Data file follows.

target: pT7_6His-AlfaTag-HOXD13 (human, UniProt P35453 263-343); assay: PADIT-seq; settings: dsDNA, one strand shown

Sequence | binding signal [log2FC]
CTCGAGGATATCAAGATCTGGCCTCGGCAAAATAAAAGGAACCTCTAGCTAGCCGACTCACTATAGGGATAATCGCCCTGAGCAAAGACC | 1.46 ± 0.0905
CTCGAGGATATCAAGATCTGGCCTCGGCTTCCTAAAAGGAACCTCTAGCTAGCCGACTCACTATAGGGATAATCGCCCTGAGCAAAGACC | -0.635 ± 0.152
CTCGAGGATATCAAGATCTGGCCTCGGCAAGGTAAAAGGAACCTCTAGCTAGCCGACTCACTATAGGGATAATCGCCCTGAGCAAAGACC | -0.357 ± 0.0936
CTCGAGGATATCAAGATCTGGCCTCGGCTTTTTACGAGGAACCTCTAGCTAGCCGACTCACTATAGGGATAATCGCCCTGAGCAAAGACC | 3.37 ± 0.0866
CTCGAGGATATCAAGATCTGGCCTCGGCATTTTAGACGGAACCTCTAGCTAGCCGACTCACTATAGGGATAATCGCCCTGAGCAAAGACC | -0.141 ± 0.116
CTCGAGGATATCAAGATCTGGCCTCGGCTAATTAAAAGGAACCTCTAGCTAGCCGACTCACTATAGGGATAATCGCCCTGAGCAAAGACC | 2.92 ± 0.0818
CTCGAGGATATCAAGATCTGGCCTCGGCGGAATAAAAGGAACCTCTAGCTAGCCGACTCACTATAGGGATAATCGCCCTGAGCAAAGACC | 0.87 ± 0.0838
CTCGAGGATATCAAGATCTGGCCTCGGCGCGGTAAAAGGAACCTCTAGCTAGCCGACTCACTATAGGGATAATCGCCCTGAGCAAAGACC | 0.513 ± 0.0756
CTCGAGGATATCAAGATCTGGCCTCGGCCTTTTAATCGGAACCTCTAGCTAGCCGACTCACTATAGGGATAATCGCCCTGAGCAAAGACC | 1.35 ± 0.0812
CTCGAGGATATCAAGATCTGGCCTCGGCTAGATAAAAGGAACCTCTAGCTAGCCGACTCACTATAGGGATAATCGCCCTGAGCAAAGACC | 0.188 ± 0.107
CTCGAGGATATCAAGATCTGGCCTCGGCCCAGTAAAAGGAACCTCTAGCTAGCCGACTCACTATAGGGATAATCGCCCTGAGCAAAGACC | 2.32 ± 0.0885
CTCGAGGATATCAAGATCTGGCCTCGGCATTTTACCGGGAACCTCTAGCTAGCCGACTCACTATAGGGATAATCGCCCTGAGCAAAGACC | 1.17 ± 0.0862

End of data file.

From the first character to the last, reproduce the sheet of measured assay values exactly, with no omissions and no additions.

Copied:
target: pT7_6His-AlfaTag-HOXD13 (human, UniProt P35453 263-343); assay: PADIT-seq; settings: dsDNA, one strand shown

Sequence | binding signal [log2FC]
CTCGAGGATATCAAGATCTGGCCTCGGCAAAATAAAAGGAACCTCTAGCTAGCCGACTCACTATAGGGATAATCGCCCTGAGCAAAGACC | 1.46 ± 0.0905
CTCGAGGATATCAAGATCTGGCCTCGGCTTCCTAAAAGGAACCTCTAGCTAGCCGACTCACTATAGGGATAATCGCCCTGAGCAAAGACC | -0.635 ± 0.152
CTCGAGGATATCAAGATCTGGCCTCGGCAAGGTAAAAGGAACCTCTAGCTAGCCGACTCACTATAGGGATAATCGCCCTGAGCAAAGACC | -0.357 ± 0.0936
CTCGAGGATATCAAGATCTGGCCTCGGCTTTTTACGAGGAACCTCTAGCTAGCCGACTCACTATAGGGATAATCGCCCTGAGCAAAGACC | 3.37 ± 0.0866
CTCGAGGATATCAAGATCTGGCCTCGGCATTTTAGACGGAACCTCTAGCTAGCCGACTCACTATAGGGATAATCGCCCTGAGCAAAGACC | -0.141 ± 0.116
CTCGAGGATATCAAGATCTGGCCTCGGCTAATTAAAAGGAACCTCTAGCTAGCCGACTCACTATAGGGATAATCGCCCTGAGCAAAGACC | 2.92 ± 0.0818
CTCGAGGATATCAAGATCTGGCCTCGGCGGAATAAAAGGAACCTCTAGCTAGCCGACTCACTATAGGGATAATCGCCCTGAGCAAAGACC | 0.87 ± 0.0838
CTCGAGGATATCAAGATCTGGCCTCGGCGCGGTAAAAGGAACCTCTAGCTAGCCGACTCACTATAGGGATAATCGCCCTGAGCAAAGACC | 0.513 ± 0.0756
CTCGAGGATATCAAGATCTGGCCTCGGCCTTTTAATCGGAACCTCTAGCTAGCCGACTCACTATAGGGATAATCGCCCTGAGCAAAGACC | 1.35 ± 0.0812
CTCGAGGATATCAAGATCTGGCCTCGGCTAGATAAAAGGAACCTCTAGCTAGCCGACTCACTATAGGGATAATCGCCCTGAGCAAAGACC | 0.188 ± 0.107
CTCGAGGATATCAAGATCTGGCCTCGGCCCAGTAAAAGGAACCTCTAGCTAGCCGACTCACTATAGGGATAATCGCCCTGAGCAAAGACC | 2.32 ± 0.0885
CTCGAGGATATCAAGATCTGGCCTCGGCATTTTACCGGGAACCTCTAGCTAGCCGACTCACTATAGGGATAATCGCCCTGAGCAAAGACC | 1.17 ± 0.0862